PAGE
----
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Old 07-02-2010, 06:28 PM   #1
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Real boaters

I read this true story awhile back in a history of the BC Raincoast, the nickname given to that portion of the BC coast from about Campbell River/Powell River on up to Prince Rupert.* I thought it was pretty good illustration of how, just about the time we think we're hot stuff for doing something we think is a journey in a boat we learn that we're pansies compared to the folks who came before.......

During the Depression, work was as hard to come by on the BC coast as it was anywhere else.* Minstrel Island, a small, semi-floating*community partway up Knight Inlet was the hub of activites in the huge maze of islands, bays, and fjords* between Desolation Sound and Queen Charlotte Strait, an area known locally as "the jungles."* Floating logging camps, canneries, fish camps, etc. all used Minstrel Island as their "blowing off steam" place with its hotel, tavern, post office and*store.* Minstrel was a regular stop for the Union Steamship fleet that served the coast between Vancouver and Prince Rupert and many people out in the jungles picked up their mail and newspapers at Minstrel Island.

One winter when the Depression was at its height, *two out-of-work men found themselves at Minstrel Island pretty much at the end of their ropes.* No money, no jobs, and no prospects.* Between them they owned a large rowing skiff, but that and their clothes*was the sum total of their possessions.* Then news came in on an arriving steamship*about work to be had in Prince Rupert, some 400 miles*up the coast.* The two men couldn't afford tickets on the ship and it sailed without them, but then a fellow said that if they would deliver a package that had missed the steamer to Prince Rupert they would be paid ten dollars.* He also offered to front them some supplies for the voyage.

So in their skiff, in the mist,*rain, sleet, and wind, the two men set out for Prince Rupert.** They rowed steadily all day, every day, stopping for a few hours at night to pull their boat onto the shoreline and grab some sleep on the bottom boards before setting out again.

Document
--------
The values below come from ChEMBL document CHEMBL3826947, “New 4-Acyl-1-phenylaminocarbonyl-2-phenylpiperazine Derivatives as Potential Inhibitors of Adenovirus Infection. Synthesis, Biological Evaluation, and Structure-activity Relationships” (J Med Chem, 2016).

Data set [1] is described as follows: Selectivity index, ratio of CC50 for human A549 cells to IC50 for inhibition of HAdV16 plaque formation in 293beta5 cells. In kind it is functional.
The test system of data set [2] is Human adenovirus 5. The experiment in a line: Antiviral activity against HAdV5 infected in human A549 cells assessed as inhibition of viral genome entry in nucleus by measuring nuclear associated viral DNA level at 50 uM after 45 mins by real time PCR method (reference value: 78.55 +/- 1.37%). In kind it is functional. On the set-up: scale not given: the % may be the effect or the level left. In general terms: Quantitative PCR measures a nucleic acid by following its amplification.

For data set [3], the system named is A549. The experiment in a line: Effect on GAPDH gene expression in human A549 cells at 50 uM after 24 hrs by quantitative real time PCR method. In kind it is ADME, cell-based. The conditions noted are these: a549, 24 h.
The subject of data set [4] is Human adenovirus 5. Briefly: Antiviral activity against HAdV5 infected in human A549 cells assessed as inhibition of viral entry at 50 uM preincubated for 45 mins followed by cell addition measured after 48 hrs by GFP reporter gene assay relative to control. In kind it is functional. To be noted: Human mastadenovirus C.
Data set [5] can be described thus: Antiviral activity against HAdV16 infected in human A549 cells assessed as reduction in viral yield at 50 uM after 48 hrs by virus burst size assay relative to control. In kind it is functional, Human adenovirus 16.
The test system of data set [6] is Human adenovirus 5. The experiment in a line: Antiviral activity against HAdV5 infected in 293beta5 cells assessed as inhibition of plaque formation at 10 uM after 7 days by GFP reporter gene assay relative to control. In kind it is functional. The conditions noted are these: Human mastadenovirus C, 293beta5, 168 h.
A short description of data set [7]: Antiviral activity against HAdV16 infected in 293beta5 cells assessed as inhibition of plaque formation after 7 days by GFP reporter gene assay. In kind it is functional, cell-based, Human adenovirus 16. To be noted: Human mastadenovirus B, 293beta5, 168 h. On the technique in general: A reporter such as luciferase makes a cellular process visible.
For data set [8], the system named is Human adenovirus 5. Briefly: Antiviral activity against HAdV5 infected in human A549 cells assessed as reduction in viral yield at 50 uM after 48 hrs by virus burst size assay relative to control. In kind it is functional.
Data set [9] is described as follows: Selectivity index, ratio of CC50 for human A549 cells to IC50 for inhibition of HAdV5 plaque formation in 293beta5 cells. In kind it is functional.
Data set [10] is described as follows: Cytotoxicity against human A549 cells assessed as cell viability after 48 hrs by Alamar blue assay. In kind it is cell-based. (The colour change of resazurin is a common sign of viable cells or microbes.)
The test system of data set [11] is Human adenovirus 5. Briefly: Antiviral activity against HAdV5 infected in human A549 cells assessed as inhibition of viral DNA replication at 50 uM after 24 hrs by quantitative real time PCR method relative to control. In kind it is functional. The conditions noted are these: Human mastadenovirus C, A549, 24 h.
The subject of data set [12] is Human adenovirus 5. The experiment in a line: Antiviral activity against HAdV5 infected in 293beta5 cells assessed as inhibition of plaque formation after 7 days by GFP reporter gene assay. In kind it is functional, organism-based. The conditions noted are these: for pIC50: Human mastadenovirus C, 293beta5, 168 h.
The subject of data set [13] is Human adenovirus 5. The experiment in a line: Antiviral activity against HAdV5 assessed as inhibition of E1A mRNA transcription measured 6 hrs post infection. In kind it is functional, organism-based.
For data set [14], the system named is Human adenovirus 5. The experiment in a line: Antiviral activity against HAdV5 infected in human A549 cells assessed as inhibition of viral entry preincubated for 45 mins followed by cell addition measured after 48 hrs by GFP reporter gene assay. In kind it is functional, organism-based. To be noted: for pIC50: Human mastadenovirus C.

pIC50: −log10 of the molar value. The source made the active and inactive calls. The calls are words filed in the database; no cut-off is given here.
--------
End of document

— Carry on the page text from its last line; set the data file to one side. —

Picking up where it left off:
It took them the better part of three weeks to get to Prince Rupert, what with following the twisting Inside Passage and fighting the currents half the time.* And all this time they rowed exposed to the wet and the wind.* They had no charts, they simply followed what looked like the most likely pathways, although the main channels of the passage had markers and sounding boards they used as guides when they could see them through the mist and fog.

They arrived in Prince Rupert, delivered the package and were paid their ten dollars.* But when they went looking for the work that was supposed to be there, they discovered it had all been a rumor.* There were no jobs in Prince Rupert either.

With no reason to hang around, they they spent some of their ten dollars on supplies, got back in their skiff, and rowed the same 400 miles*back down the Passage to Minstrel Island.

The thing I found telling in this was that when they got back, not only did they not make any big deal about what they'd just done, but nobody else did either.* It was just part of life on the Raincoast.* Rowing hundreds of miles through nasty weather wasn't considered special, it was just something you had to do if you had to do it.

When I read this story I couldn't help but recall the couple we'd met at Refuge Cove in Desolation Sound who spent most their time there complaining bitterly to anyone who'd listen about*how their trip*in their 50' yacht*had been turned into an epic of*inconvenience because one of the burners on their electric stove had quit working.

Given*the choice, I think I'd have much preferred the company of those two guys in the skiff.
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Old 07-02-2010, 08:17 PM   #2
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RE: Real boaters

Love it!
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Old 07-02-2010, 09:39 PM   #3
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RE: Real boaters

A lot of that was done in those days. I once heard a story (by an Alaska Magazine editor) about a guy at a camp fire telling about his trip rowing to Juneau. The editor was eager to tell about his plans but another guy there beat him to the punch and told a story about his third trip. As I recall he just turned into a listener after that.

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Old 07-03-2010, 08:27 AM   #4
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RE: Real boaters

Great story Marin!
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Old 07-03-2010, 07:07 PM   #5